Background: There is concern about harmful effects of "global warming", characterized as an approximate 1.5 degrees Fahrenheit increase in a global temperature over the last 130 years or so. The present study tests global warming theory on a local level, for Texas.
Methods: Using an ecological design, average daily maximum air temperature ("temperature") in Texas for 1968-2013 was compared to age-adjusted all-cause mortality ("deaths") in Texas for the same years using Pearson correlation (n=46 years). The comparison was made for three race categories, where each category included all ages and both genders: white, black, and all races.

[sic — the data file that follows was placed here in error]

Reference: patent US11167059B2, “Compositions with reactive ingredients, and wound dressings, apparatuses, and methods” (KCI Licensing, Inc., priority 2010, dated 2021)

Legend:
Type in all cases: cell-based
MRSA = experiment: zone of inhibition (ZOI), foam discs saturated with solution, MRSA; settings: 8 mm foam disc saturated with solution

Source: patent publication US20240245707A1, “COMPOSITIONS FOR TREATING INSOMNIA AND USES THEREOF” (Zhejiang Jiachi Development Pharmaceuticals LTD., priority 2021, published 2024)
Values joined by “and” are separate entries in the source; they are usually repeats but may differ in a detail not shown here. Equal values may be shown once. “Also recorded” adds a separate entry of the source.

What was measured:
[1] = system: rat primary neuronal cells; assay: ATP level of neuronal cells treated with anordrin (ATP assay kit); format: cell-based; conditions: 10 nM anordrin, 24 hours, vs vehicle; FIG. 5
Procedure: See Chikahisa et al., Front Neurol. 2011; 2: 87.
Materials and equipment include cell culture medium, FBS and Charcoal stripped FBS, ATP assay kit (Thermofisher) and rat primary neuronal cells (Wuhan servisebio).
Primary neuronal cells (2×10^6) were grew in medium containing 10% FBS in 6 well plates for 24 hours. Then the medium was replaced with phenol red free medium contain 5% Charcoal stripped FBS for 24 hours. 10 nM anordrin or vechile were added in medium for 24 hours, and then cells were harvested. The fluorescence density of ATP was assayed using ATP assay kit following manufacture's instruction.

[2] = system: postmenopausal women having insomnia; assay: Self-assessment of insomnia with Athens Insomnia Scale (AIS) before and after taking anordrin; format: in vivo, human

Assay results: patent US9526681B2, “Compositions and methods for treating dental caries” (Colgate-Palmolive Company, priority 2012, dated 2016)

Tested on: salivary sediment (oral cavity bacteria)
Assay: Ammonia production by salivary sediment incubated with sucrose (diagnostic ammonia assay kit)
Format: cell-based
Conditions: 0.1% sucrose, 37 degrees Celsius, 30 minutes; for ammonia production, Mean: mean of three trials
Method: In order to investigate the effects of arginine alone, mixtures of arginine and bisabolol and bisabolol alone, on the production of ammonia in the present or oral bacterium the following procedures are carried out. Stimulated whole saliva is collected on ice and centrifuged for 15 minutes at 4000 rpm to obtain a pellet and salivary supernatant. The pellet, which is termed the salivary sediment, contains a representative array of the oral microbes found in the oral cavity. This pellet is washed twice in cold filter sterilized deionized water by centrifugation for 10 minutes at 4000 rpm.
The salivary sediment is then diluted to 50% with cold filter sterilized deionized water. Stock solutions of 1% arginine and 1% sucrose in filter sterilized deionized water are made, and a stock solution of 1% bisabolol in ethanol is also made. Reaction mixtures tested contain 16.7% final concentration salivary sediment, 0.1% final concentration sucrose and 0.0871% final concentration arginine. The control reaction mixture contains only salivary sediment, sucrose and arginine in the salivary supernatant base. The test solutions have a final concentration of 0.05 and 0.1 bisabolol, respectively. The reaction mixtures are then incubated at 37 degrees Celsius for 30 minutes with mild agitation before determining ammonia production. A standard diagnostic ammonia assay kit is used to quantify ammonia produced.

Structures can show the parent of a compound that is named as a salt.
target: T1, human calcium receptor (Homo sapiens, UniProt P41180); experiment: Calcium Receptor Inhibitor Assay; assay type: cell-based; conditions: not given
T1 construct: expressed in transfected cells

Results: There was 6.0 degrees Fahrenheit range for the years studied (74.9-80.9 degrees Fahrenheit). Correlations were moderate strength, inverse, and statistically significant, as follows. Whites: r=-0.589, p<0.0001; Blacks: r=-0.619, p<0.0001; and all races: r=-0.597, p<0.0001.
Conclusions: These correlations show that as temperature increased over these years, death rates unexpectedly tended to decrease. A limitation to the study is its (ecological) design, but is an initial step for future research.
Keywords: Global warming, death rates, environmental epidemology, urbanization